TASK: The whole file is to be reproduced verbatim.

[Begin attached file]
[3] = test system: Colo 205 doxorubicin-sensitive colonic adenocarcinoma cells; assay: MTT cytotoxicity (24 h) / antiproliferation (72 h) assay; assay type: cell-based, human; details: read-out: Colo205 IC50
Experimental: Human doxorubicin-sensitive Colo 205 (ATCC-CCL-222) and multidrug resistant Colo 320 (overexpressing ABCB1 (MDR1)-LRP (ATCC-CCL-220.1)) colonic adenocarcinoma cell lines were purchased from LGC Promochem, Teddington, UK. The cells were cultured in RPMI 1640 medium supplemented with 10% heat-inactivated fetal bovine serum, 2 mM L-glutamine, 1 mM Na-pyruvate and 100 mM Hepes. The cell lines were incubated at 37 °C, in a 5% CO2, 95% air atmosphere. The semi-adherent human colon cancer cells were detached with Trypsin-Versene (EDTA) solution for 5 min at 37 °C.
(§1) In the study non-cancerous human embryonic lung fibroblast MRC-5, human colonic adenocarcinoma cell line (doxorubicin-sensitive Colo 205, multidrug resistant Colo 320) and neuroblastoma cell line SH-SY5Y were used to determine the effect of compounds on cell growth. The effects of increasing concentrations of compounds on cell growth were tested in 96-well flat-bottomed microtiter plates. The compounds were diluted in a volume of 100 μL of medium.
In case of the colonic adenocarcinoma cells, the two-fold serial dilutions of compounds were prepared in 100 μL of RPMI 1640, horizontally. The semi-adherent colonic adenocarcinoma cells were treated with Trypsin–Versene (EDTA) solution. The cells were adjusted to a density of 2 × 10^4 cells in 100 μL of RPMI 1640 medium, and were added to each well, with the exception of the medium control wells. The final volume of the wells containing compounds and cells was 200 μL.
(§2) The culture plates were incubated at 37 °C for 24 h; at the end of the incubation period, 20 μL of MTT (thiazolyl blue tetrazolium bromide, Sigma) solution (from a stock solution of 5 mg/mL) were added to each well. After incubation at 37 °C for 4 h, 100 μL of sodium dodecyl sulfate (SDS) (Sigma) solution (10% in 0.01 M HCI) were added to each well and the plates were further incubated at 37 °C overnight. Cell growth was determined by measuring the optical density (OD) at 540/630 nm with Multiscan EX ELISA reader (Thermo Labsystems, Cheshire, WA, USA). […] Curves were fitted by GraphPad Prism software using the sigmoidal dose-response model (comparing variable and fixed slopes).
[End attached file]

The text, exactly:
[3] = test system: Colo 205 doxorubicin-sensitive colonic adenocarcinoma cells; assay: MTT cytotoxicity (24 h) / antiproliferation (72 h) assay; assay type: cell-based, human; details: read-out: Colo205 IC50
Experimental: Human doxorubicin-sensitive Colo 205 (ATCC-CCL-222) and multidrug resistant Colo 320 (overexpressing ABCB1 (MDR1)-LRP (ATCC-CCL-220.1)) colonic adenocarcinoma cell lines were purchased from LGC Promochem, Teddington, UK. The cells were cultured in RPMI 1640 medium supplemented with 10% heat-inactivated fetal bovine serum, 2 mM L-glutamine, 1 mM Na-pyruvate and 100 mM Hepes. The cell lines were incubated at 37 °C, in a 5% CO2, 95% air atmosphere. The semi-adherent human colon cancer cells were detached with Trypsin-Versene (EDTA) solution for 5 min at 37 °C.
(§1) In the study non-cancerous human embryonic lung fibroblast MRC-5, human colonic adenocarcinoma cell line (doxorubicin-sensitive Colo 205, multidrug resistant Colo 320) and neuroblastoma cell line SH-SY5Y were used to determine the effect of compounds on cell growth. The effects of increasing concentrations of compounds on cell growth were tested in 96-well flat-bottomed microtiter plates. The compounds were diluted in a volume of 100 μL of medium.
In case of the colonic adenocarcinoma cells, the two-fold serial dilutions of compounds were prepared in 100 μL of RPMI 1640, horizontally. The semi-adherent colonic adenocarcinoma cells were treated with Trypsin–Versene (EDTA) solution. The cells were adjusted to a density of 2 × 10^4 cells in 100 μL of RPMI 1640 medium, and were added to each well, with the exception of the medium control wells. The final volume of the wells containing compounds and cells was 200 μL.
(§2) The culture plates were incubated at 37 °C for 24 h; at the end of the incubation period, 20 μL of MTT (thiazolyl blue tetrazolium bromide, Sigma) solution (from a stock solution of 5 mg/mL) were added to each well. After incubation at 37 °C for 4 h, 100 μL of sodium dodecyl sulfate (SDS) (Sigma) solution (10% in 0.01 M HCI) were added to each well and the plates were further incubated at 37 °C overnight. Cell growth was determined by measuring the optical density (OD) at 540/630 nm with Multiscan EX ELISA reader (Thermo Labsystems, Cheshire, WA, USA). […] Curves were fitted by GraphPad Prism software using the sigmoidal dose-response model (comparing variable and fixed slopes).